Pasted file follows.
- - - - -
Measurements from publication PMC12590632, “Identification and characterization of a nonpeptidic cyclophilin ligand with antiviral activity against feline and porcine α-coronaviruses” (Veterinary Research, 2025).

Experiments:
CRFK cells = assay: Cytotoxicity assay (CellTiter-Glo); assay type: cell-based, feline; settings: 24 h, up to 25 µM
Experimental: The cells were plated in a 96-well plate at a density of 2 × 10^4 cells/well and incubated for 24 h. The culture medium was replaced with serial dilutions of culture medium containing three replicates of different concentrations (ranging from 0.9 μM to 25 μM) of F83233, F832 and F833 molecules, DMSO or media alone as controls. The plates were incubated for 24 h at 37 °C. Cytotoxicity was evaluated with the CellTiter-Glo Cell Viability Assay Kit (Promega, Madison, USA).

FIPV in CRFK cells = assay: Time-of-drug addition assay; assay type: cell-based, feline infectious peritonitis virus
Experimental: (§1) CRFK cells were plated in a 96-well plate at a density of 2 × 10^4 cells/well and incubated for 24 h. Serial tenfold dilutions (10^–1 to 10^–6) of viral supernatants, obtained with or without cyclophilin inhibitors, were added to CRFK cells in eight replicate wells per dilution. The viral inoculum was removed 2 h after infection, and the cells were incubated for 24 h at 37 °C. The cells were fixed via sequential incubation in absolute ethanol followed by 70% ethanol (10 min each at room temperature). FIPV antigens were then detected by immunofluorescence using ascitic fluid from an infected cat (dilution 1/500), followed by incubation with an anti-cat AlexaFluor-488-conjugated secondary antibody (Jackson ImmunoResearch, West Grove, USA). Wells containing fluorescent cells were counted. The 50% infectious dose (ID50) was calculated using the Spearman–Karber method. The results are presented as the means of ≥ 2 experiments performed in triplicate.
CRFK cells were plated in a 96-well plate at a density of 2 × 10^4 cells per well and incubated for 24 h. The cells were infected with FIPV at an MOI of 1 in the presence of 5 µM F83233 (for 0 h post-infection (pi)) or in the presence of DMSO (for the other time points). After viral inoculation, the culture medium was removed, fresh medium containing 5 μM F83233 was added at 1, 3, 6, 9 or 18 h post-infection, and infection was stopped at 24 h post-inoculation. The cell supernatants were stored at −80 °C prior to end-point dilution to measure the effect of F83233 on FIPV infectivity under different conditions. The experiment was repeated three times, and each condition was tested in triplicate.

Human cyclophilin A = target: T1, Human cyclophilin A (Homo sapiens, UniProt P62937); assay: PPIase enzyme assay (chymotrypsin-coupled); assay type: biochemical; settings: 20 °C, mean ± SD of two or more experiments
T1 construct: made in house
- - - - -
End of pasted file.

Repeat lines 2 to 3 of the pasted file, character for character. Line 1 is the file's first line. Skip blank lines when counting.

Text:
Experiments:
CRFK cells = assay: Cytotoxicity assay (CellTiter-Glo); assay type: cell-based, feline; settings: 24 h, up to 25 µM